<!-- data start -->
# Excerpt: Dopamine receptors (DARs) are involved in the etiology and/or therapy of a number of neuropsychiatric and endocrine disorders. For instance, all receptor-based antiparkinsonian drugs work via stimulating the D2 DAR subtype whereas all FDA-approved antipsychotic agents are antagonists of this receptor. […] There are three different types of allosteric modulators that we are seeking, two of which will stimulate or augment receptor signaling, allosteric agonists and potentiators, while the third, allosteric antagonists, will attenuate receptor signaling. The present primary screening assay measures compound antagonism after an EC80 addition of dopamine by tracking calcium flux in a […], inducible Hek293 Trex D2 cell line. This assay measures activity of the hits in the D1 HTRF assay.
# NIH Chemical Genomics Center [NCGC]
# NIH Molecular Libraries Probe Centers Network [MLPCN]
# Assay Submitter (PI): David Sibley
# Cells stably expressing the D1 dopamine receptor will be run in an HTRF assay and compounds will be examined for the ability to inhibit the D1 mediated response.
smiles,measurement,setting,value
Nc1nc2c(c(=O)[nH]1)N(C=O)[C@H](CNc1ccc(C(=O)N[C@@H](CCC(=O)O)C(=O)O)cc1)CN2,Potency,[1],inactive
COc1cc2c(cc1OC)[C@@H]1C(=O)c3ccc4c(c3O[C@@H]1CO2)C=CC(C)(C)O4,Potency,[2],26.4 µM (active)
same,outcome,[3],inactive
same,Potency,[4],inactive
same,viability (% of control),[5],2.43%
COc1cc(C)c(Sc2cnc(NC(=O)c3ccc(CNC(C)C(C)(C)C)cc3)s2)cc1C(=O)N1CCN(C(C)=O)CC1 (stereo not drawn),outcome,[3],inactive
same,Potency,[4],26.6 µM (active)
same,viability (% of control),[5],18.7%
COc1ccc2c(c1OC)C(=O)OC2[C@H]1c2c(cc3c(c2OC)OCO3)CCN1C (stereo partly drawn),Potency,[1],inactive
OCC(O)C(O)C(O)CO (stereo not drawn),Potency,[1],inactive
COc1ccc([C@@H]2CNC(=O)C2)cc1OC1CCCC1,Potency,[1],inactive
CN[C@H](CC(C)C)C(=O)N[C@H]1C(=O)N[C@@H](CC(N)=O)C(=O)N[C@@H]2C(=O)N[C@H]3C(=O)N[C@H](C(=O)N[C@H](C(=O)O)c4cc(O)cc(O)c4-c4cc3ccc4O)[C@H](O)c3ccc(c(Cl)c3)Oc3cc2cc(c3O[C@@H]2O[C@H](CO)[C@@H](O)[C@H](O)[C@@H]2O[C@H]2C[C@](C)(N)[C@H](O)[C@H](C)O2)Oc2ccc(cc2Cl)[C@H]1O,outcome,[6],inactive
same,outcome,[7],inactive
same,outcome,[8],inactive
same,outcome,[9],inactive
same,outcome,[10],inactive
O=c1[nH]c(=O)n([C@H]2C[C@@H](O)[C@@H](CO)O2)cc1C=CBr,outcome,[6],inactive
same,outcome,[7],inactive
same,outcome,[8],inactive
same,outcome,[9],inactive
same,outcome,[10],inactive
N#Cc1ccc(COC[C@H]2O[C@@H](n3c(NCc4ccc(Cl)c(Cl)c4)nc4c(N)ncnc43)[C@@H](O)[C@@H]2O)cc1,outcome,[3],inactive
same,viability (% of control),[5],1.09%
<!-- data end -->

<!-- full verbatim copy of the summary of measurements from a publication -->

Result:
# Excerpt: Dopamine receptors (DARs) are involved in the etiology and/or therapy of a number of neuropsychiatric and endocrine disorders. For instance, all receptor-based antiparkinsonian drugs work via stimulating the D2 DAR subtype whereas all FDA-approved antipsychotic agents are antagonists of this receptor. […] There are three different types of allosteric modulators that we are seeking, two of which will stimulate or augment receptor signaling, allosteric agonists and potentiators, while the third, allosteric antagonists, will attenuate receptor signaling. The present primary screening assay measures compound antagonism after an EC80 addition of dopamine by tracking calcium flux in a […], inducible Hek293 Trex D2 cell line. This assay measures activity of the hits in the D1 HTRF assay.
# NIH Chemical Genomics Center [NCGC]
# NIH Molecular Libraries Probe Centers Network [MLPCN]
# Assay Submitter (PI): David Sibley
# Cells stably expressing the D1 dopamine receptor will be run in an HTRF assay and compounds will be examined for the ability to inhibit the D1 mediated response.
smiles,measurement,setting,value
Nc1nc2c(c(=O)[nH]1)N(C=O)[C@H](CNc1ccc(C(=O)N[C@@H](CCC(=O)O)C(=O)O)cc1)CN2,Potency,[1],inactive
COc1cc2c(cc1OC)[C@@H]1C(=O)c3ccc4c(c3O[C@@H]1CO2)C=CC(C)(C)O4,Potency,[2],26.4 µM (active)
same,outcome,[3],inactive
same,Potency,[4],inactive
same,viability (% of control),[5],2.43%
COc1cc(C)c(Sc2cnc(NC(=O)c3ccc(CNC(C)C(C)(C)C)cc3)s2)cc1C(=O)N1CCN(C(C)=O)CC1 (stereo not drawn),outcome,[3],inactive
same,Potency,[4],26.6 µM (active)
same,viability (% of control),[5],18.7%
COc1ccc2c(c1OC)C(=O)OC2[C@H]1c2c(cc3c(c2OC)OCO3)CCN1C (stereo partly drawn),Potency,[1],inactive
OCC(O)C(O)C(O)CO (stereo not drawn),Potency,[1],inactive
COc1ccc([C@@H]2CNC(=O)C2)cc1OC1CCCC1,Potency,[1],inactive
CN[C@H](CC(C)C)C(=O)N[C@H]1C(=O)N[C@@H](CC(N)=O)C(=O)N[C@@H]2C(=O)N[C@H]3C(=O)N[C@H](C(=O)N[C@H](C(=O)O)c4cc(O)cc(O)c4-c4cc3ccc4O)[C@H](O)c3ccc(c(Cl)c3)Oc3cc2cc(c3O[C@@H]2O[C@H](CO)[C@@H](O)[C@H](O)[C@@H]2O[C@H]2C[C@](C)(N)[C@H](O)[C@H](C)O2)Oc2ccc(cc2Cl)[C@H]1O,outcome,[6],inactive
same,outcome,[7],inactive
same,outcome,[8],inactive
same,outcome,[9],inactive
same,outcome,[10],inactive
O=c1[nH]c(=O)n([C@H]2C[C@@H](O)[C@@H](CO)O2)cc1C=CBr,outcome,[6],inactive
same,outcome,[7],inactive
same,outcome,[8],inactive
same,outcome,[9],inactive
same,outcome,[10],inactive
N#Cc1ccc(COC[C@H]2O[C@@H](n3c(NCc4ccc(Cl)c(Cl)c4)nc4c(N)ncnc43)[C@@H](O)[C@@H]2O)cc1,outcome,[3],inactive
same,viability (% of control),[5],1.09%